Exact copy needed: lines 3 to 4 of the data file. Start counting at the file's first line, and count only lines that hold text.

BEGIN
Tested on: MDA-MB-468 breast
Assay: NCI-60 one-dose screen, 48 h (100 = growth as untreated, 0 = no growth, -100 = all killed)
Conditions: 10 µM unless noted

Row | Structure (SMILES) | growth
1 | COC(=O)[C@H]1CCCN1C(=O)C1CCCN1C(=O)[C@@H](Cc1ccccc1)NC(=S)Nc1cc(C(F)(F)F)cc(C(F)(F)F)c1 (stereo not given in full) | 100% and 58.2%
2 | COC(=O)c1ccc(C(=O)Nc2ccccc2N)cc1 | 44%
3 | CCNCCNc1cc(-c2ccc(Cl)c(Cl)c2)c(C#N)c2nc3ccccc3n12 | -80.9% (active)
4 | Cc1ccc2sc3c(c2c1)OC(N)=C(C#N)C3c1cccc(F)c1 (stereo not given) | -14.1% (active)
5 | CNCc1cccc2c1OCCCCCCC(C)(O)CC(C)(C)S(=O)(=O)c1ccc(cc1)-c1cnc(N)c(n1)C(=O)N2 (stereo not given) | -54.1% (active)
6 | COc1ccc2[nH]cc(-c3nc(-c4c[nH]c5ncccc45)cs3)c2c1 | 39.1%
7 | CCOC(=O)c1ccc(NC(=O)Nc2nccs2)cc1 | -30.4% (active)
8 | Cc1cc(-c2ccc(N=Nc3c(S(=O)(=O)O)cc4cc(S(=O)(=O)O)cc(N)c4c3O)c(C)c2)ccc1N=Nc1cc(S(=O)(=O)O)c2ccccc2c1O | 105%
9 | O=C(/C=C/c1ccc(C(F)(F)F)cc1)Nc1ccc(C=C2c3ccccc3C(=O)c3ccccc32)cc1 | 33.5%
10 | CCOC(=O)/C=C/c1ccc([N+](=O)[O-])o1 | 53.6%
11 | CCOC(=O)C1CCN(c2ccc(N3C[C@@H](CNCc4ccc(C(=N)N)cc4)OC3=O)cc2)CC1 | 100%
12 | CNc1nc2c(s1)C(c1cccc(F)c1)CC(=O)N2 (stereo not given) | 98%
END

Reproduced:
Conditions: 10 µM unless noted

Row | Structure (SMILES) | growth